Principles of growth hacking
First and foremost, you should only focus on scaling growth when you’re confident your product satisfies a true user need.
Once you’ve achieved product-market fit, a simple framework can help guide your growth strategy:
- What is the thing people are here to do?
- How do you get them in the door quickly?
- What is the “aha” moment or “must have” experience?
- How do you get people to this point as fast as possible (i.e. in seconds)?
- How do you continue to deliver as much core product value as possible?
Notice that virality doesn’t come into the picture until you’ve proven you can deliver a compelling benefit to users. Avoid gimmicks that drive sign-ups in the short-term but alienate users in the long-run.
Finally, your growth strategy should be a function of your product. Some products don’t necessarily have one big “aha” moment; instead, the user gradually discovers its value over time.
Tying your growth strategy to your product
Answering 3 key questions can help you decide how your growth strategy relates to your product.
First, what’s your product’s “atomic unit”? This is the fundamental object that people are consuming and/or creating. Some examples:
- Instagram – photo
- Twitter – tweet
- Tumblr – post
- DropBox – file
- Codecademy – lesson
It’s important to identify and hone in on one atomic unit. Juggling multiple often results in a disjointed and muddled product experience.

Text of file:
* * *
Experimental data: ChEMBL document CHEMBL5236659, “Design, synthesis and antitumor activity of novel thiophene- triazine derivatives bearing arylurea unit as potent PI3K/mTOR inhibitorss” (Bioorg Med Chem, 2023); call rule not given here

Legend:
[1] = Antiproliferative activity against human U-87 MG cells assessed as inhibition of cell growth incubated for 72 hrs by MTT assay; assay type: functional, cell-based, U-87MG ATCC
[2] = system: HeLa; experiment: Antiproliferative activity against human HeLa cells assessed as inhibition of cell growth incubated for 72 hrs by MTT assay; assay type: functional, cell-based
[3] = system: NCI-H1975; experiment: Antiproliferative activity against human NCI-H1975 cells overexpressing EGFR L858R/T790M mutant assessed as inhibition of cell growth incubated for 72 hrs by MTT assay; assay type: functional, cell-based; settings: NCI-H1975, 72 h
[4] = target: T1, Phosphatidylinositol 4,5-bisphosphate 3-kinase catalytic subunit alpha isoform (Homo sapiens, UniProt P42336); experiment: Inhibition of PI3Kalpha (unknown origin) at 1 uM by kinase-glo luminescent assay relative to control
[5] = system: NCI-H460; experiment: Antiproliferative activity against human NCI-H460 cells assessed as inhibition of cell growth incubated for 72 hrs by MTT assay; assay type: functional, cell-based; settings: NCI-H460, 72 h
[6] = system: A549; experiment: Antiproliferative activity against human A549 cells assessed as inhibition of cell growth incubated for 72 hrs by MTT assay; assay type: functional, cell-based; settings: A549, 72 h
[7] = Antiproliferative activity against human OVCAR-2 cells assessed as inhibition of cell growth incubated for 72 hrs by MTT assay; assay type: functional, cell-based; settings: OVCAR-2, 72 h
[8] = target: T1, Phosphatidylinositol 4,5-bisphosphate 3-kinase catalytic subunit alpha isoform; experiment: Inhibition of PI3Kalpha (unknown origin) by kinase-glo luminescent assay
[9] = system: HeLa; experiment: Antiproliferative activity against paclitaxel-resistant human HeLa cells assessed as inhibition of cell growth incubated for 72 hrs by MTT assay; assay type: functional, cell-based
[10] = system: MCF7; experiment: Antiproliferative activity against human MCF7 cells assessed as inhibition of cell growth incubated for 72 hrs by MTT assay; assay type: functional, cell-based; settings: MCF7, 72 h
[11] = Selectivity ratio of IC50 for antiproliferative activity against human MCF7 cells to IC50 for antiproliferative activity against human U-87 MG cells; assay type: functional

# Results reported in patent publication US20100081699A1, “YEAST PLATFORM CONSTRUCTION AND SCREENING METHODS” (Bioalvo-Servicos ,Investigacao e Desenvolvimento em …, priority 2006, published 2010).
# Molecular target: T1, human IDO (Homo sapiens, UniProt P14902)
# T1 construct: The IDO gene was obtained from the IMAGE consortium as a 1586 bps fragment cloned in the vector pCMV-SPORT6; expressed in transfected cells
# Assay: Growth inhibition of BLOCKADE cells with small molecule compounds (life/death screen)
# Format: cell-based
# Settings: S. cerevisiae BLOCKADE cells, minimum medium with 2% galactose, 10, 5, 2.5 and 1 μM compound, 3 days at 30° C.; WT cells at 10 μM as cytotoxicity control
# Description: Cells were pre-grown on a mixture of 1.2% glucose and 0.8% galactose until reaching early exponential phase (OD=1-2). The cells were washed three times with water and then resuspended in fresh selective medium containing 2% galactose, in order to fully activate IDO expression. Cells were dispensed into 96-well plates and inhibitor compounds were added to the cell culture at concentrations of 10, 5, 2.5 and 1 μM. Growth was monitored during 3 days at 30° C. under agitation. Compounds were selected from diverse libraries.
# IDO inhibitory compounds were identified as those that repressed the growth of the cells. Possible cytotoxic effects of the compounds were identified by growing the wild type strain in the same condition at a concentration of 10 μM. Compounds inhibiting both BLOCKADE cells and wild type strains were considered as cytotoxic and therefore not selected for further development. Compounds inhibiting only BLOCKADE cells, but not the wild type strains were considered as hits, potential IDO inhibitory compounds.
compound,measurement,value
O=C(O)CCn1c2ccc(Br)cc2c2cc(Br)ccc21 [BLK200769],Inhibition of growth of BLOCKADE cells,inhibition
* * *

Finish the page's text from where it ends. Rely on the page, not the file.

Second, what’s your product’s core benefit? Here’s one way to go about figuring this out:
- Identify your “must have” users – who are the people who would be very disappointed if they could no longer use your product?
- Ask 20-30 of these users to explain the primary benefit they receive from the product. It’s ideal to ask these questions through an in-product survey, when users are in the mindset to answer them accurately.
- Group then narrow down the responses to 3-4 benefit statements and ask people to choose their favorite.
- Ask users why they chose that benefit.
Third, what’s the KPI that predicts whether a sign-up will activate and become an engaged user?
- For Facebook, it’s getting an individual to 7 friends in 10 days.
- For DropBox, it’s getting a new user to link a computer and add a file.
Every growth tactic you consider should be judged according to how well it aligns with your product’s atomic unit, core benefit, and key user activation metric.
Finally, once you set the growth metrics, it’s important to continuously question them – are these still the right metrics to focus on as your product evolves?
Optimizing sign-up flows
How do you evaluate different sign-up flows and decide where to allocate time and resources? The first step is understanding all of the various channels that are bringing new users to your product. Determine the conversion rate of each and prioritize based on the following 4 points:
- It’s easier to build on a strength than to improve a weakness.
- Likewise, it’s easier to get an active user to do more than to get an inactive user to do anything. LinkedIn, for instance, sends “Who’s been viewing your profile” emails to active users of the site (20% CTR) rather than inactive members (5% CTR).
- Desire – Friction = Conversion. It’s a lot easier to reduce friction than to create desire.
- Apply the 10% rule: Assuming you can increase the conversion rate of each channel by 10%, how many incremental users do you get from each flow?
After you find a flow that works, run A/B tests to optimize it. Having an A/B testing framework helps you make informed decisions, and it fosters a culture where data trumps opinions and where rapid iteration is encouraged. Keep in mind, however, that A/B testing will only get you to a local maximum, not a breakthrough change.